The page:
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Invest Ophthalmol Vis Sci. 2008 Dec;49(12):5540-5. doi: 10.1167/iovs.08-1928. Epub 2008 Aug 29.

Healing of retinal photocoagulation lesions.

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  • 1Department of Ophthalmology, Stanford University School of Medicine, Stanford, California 94305-5308, USA.

Abstract

PURPOSE:

To systematically assess the changes in retinal morphology during the healing of retinal photocoagulation lesions of various clinical grades.

METHODS:

Rabbits were irradiated with a 532-nm Nd:YAG laser with a beam diameter of 330 microm at the retinal surface, a power of 175 mW, and pulse durations between 5 and 100 ms. Retinal lesions were clinically graded 1 minute after placement as invisible, barely visible, light, moderate, intense, very intense, and rupture and were assessed histologically at six time points from 1 hour to 4 months.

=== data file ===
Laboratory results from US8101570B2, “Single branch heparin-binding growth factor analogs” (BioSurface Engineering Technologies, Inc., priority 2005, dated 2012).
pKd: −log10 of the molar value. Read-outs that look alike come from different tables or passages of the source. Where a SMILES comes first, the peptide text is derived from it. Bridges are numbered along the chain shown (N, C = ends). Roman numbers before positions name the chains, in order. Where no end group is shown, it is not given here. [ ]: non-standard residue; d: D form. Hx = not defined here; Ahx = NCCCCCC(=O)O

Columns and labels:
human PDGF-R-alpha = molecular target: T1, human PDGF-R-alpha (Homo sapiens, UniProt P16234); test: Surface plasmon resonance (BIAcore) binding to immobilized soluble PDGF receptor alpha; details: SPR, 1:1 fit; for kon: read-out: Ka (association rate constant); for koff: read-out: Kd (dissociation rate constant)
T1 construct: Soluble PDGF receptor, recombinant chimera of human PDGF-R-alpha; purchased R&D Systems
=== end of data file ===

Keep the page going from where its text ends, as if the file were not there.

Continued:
RESULTS:

At all pulse durations, the width of the retinal lesions decreased over time. At clinical grades of light and more severe (pulse durations, 10-100 ms), retinal scarring stabilized at 1 month at approximately 35% of the initial lesion diameter. Lesions clinically categorized as barely visible and invisible (pulse durations of 7 and 5 ms) exhibited coagulation of the photoreceptor layer but did not result in permanent scarring. In these lesions, photoreceptors completely filled in the damaged areas by 4 months.

CONCLUSIONS:

The decreasing width of the retinal damage zone suggests that photoreceptors migrating from unaffected areas fill in the gap in the photoreceptor layer. Laser photocoagulation parameters can be specified to avoid not only the inner retinal damage, but also permanent disorganization and scarring in the photoreceptor layer. These data may facilitate studies to determine those aspects of laser treatment necessary for beneficial clinical response and those that result in extraneous retinal damage.

[PubMed - indexed for MEDLINE]
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